I had it all, I had the world at my feet. From a bullied, tormented, skinny kid who fell to agoraphobia, nervous breakdown and panic disorder, I had turned it all around to become a Black Belt, a Fighter who was quickly establishing a solid reputation. My first book was published, I was receiving fan mail from all around the world and my full time gym was producing winners and attracting students from near and afar.
More importantly than that I was married to a beautiful girl. Indeed, it was fair to say that Simon Morrell, the boy who no girl would look at twice as a kid, was married to the girl he had yearned after for so long and she had given him three of the sweetest kids in the world.
The car I drove? A brand new shiny 4 x 4 with two loyal German Shepherds in the back that made it look the part and who stood watch over my family at night.
I was coming off the back of not only gaining my third Black Belt, but beating down a gang of drug dealers who were tormenting the area’s peaceful community. Taking me on and losing, they lost all face and reputation. They had left town for good after a full scale confrontation with me, one that they lost. The respect I had gained from people after that fateful afternoon was nice, but what was nicer was the self-respect I had found.
And then it all disappeared. Everything I had worked for, sweated over and created was gone. Looking back, I should have seen it coming, but at the time I would tell you it happened overnight. I later realised that nothing of the size of catastrophe that lay waiting for me happens overnight…believe me.
It didn’t sneak up on me in the night but when the years of adversity I had endured announced its result and displayed itself so vividly, it did so with a venom that could end a man.
At first I thought it was funny. Well who wouldn’t? It isn’t every day that a TV company makes a film in your neighbor’s garden. The subject matter though confused me, as I lay on my bed watching from the window. It would appear to involve lots of men and women dressed as chimneys, marching up and down the rooftops, stopping occasionally to salute one another as the director shouted his instructions.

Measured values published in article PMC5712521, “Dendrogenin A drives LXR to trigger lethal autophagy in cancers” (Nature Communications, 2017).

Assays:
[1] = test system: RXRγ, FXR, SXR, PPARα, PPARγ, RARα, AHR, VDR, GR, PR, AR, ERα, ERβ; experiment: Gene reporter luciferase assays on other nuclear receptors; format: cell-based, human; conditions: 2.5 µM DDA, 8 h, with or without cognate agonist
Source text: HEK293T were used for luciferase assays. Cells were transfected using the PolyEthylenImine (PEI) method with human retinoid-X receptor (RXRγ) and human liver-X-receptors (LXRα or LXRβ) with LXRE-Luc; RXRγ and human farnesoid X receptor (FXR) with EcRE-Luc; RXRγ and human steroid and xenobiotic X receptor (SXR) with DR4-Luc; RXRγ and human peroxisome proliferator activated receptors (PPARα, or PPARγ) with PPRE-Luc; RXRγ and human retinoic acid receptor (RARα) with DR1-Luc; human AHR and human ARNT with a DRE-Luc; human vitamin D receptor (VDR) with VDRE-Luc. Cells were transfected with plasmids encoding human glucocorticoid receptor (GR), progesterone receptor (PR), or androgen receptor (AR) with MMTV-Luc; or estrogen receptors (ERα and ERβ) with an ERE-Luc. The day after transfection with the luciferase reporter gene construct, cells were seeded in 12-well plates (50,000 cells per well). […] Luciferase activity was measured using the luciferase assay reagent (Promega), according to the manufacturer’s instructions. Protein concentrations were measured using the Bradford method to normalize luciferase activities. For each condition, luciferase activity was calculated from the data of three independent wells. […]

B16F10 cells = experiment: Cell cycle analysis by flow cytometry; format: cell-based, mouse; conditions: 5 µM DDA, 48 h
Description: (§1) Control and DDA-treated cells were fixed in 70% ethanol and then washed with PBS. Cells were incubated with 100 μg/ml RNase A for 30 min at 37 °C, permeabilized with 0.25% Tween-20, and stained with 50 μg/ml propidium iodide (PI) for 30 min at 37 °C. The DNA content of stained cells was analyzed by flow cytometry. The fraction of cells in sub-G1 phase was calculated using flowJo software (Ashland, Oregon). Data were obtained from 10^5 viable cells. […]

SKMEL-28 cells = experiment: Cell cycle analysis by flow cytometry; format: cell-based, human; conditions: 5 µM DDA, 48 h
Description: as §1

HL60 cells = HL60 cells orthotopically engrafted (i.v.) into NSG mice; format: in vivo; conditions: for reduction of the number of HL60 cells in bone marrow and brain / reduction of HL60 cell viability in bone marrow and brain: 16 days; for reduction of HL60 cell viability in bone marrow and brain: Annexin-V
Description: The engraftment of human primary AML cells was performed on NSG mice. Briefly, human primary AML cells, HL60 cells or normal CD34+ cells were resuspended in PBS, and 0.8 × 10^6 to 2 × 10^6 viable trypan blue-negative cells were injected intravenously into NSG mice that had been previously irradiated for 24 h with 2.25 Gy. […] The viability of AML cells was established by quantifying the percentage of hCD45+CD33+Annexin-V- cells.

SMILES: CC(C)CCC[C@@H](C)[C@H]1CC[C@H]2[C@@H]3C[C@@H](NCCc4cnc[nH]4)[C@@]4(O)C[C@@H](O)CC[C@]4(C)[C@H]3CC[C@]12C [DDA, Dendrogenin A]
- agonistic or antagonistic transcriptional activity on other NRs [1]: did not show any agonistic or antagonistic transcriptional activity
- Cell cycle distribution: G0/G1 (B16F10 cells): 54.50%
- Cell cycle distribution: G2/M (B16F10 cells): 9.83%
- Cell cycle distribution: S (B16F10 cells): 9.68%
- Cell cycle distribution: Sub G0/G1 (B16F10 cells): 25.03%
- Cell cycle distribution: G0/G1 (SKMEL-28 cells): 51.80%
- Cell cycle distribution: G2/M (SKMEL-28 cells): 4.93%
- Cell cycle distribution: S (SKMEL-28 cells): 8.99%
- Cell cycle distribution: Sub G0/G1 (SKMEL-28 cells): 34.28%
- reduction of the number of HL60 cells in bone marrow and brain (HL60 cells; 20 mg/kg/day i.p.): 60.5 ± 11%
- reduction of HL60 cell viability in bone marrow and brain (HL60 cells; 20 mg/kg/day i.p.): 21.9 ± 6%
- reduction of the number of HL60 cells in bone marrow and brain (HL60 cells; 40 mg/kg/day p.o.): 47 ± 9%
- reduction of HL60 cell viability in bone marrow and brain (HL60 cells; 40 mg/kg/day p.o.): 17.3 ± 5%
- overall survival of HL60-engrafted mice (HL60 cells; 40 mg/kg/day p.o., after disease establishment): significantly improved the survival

Well, I say shouted, I couldn’t actually hear him but somehow, I instinctively knew what it was he was saying. It was like the words were in my head but not said out aloud. Still, I just had to show Julie, she would love it! I shouted downstairs to where she was working in her office.
“Ju, you have to come and see this!” I called, excitedly. What I didn’t realise was that this was about the fifth time I had called her to see the exact same thing...and that really there was nothing to see.
I heard her make her way up the stairs as I turned back to the window. To my delight, there was now a fairground carousel with children riding on it, some of them playing the banjo. My favorite instrument! How did they know?
As Julie came into our bedroom I excitedly pointed the whole scene out to her, as I saw it.
“Simon. What are you talking about, there is nothing there?” she said, exasperated.
“Look, I will prove it to you. Let’s go downstairs and see all the trucks parked up outside the house. There’s bound to be loads, what with all that equipment.”
Julie shook her head, half sad and half angry.
“I’ll go with you but then that’s it. You need rest. When we come back in I want you to get some sleep.”
“Yeah, yeah, I will. Come on, let’s go!” I made my way down the stairs and out of the door, convinced I would be able to get involved with all the festivities.
What greeted me however, what stopped me in my tracks was the sight of a completely empty road, and no one or thing at all in the garden that I had seen from our bedroom. No trucks, no wagons carrying fairground equipment, no people playing musical instruments. In fact all I saw was a completely empty street. The scene was made all the more eerie by the fact that there was a very cold wind blowing and dust from the nearby roadworks floating around. At least I think that is what it was.
I stood, barefooted, confused and a little scared as I realised on some kind of level that I was in trouble, deep trouble.
By An Everyday Warrior, a true story here